For Iraq, high hopes and dark plans


Tim Grieve
January 11, 2005 12:37AM (UTC)

With just three weeks to go before elections in Iraq, it is becoming clear that the Bush administration has planned what comes next just about as well as it planned what came before.

The administration is scrambling to come up with plans for pre- and post-election Iraq amid increasing doubts about its present course -- many of them raised by members of the president's own party. Republican Sens. Chuck Hagel and John McCain were sharply critical of the administration's Iraq policy before Congress left for its holiday recess. Now that Congress is back -- and members have had the chance to hear from their constituents back home -- the criticism is getting more pointed. Republican Rep. Howard Coble, a close Bush ally from North Carolina, says it's time to think about bringing U.S. troops home. Coble told the News & Record of Greensboro that he's "fed up with picking up the newspaper and reading that we've lost another five or 10 of our young men and women in Iraq."

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What to do? Bush isn't part of any withdrawal discussions just yet, it appears, but the New York Times says that some of his advisers are. And the Pentagon has dispatched Ret. Army Gen. Gary Luck-- no pun intended -- to Iraq to assess how U.S. and Iraqi troops are dealing with the insurgency, but also to examine the U.S. military role in Iraq more generally.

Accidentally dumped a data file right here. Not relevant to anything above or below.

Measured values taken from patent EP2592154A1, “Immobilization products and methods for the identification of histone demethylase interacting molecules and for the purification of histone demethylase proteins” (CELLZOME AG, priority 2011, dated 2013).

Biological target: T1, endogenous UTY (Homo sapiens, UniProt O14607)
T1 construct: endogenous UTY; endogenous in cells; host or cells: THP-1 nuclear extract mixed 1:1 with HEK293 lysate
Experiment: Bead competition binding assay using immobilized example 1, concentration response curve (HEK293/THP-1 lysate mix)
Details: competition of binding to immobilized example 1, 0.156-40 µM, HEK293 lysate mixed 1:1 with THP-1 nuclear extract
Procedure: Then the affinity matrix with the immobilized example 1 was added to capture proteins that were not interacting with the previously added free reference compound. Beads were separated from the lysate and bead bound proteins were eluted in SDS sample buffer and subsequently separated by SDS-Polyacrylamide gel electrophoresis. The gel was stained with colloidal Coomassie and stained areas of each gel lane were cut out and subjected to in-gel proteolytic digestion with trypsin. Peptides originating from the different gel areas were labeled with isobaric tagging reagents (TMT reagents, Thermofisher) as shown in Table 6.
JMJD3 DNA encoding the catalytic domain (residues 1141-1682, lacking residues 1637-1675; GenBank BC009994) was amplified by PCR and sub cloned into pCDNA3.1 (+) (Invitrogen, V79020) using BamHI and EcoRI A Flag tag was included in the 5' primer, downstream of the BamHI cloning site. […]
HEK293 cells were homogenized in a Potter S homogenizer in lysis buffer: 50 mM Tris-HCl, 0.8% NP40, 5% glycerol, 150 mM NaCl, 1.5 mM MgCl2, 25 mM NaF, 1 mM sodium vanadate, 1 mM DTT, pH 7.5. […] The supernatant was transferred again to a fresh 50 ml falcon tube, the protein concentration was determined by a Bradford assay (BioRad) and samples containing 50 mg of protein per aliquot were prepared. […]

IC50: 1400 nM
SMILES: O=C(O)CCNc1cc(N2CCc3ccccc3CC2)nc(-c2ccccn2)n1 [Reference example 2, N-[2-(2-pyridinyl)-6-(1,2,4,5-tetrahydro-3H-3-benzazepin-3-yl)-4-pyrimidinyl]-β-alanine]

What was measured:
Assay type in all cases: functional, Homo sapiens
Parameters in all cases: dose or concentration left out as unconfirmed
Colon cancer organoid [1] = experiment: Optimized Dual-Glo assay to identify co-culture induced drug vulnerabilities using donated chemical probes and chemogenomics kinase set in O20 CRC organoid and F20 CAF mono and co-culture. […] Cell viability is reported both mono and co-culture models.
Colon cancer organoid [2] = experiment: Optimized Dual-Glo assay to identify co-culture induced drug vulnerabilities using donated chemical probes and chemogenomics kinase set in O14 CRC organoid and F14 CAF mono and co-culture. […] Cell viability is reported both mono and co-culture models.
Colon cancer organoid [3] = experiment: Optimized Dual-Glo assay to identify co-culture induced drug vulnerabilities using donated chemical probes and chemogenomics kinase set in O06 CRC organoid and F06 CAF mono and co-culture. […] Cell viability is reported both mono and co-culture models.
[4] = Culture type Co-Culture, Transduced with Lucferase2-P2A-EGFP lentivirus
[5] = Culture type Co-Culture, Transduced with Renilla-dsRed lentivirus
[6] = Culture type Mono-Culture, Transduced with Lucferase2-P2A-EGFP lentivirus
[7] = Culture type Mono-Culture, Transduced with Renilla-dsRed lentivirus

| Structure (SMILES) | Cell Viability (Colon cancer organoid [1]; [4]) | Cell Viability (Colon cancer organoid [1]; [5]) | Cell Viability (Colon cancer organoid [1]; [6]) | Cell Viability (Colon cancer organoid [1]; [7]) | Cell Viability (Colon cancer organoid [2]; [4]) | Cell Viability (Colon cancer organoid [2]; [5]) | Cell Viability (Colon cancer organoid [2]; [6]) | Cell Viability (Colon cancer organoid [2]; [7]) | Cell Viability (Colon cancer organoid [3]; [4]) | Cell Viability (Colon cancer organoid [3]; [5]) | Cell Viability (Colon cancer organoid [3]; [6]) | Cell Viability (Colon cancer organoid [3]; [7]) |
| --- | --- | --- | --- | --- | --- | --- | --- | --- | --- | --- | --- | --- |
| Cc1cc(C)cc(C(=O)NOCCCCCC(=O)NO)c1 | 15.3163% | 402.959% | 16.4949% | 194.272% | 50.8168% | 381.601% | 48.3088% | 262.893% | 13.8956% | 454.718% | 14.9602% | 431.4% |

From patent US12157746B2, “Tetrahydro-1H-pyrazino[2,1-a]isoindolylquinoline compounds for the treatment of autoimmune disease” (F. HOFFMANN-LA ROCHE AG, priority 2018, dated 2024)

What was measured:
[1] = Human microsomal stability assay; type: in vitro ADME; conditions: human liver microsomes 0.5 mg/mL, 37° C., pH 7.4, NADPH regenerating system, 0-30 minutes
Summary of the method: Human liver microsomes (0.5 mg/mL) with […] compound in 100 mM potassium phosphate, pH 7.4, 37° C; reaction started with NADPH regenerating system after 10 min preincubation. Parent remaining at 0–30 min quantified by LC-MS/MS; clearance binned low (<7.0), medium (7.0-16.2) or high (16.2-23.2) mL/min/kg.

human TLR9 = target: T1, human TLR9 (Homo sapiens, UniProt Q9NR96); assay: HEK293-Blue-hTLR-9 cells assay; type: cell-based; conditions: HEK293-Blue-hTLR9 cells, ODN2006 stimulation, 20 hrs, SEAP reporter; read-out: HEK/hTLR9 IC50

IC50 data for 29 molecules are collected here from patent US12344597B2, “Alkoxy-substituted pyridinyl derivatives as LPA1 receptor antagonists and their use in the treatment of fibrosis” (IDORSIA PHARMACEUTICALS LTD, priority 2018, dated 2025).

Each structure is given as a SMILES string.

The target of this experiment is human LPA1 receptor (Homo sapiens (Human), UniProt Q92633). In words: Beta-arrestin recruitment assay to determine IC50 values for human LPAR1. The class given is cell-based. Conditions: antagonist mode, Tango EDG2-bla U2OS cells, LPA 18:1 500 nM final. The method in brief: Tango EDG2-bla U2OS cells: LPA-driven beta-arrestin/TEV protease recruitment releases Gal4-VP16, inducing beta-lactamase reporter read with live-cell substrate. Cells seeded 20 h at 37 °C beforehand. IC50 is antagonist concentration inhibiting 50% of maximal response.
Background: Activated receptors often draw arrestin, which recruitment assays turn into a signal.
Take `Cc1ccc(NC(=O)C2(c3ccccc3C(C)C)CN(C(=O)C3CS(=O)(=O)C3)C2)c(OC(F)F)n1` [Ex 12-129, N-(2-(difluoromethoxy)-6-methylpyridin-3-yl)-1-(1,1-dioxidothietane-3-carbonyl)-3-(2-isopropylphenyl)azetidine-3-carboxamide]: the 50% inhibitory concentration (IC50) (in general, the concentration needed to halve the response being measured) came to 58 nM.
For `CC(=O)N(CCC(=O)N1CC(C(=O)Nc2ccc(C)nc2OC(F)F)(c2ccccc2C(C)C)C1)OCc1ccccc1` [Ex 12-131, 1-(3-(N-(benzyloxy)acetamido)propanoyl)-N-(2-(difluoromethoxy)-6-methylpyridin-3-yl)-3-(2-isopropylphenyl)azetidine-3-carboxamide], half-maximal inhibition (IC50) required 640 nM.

That's not to say that the Pentagon hasn't come up with some ideas already -- some of which might be just a little alarming to those familiar with one of the sorrier episodes in recent U.S. foreign policy history. Newsweek reports this week that the Pentagon is actually mulling over something called "the Salvador option." Frustrated about "playing defense" against the insurgency, Pentagon planners are apparently debating the rather unsavory idea of funding Iraqi death squads to take out insurgents and their leaders. The thinking: It worked in El Salvador in the 1980s -- never mind all those dead civilians or the subsequent Iran-Contra scandal -- and it might just work in Iraq, too.

But for now, the primary Bush strategy appears to be a more simple one: Hope. When Brent Scowcroft worried publicly last week about an "incipient civil war" in Iraq, Bush said he didn't share any such concerns. The president's reasoning: Civil war won't come because "the elections will be such an incredibly hopeful experience for the Iraqi people."


Tim Grieve

Tim Grieve is a senior writer and the author of Salon's War Room blog.

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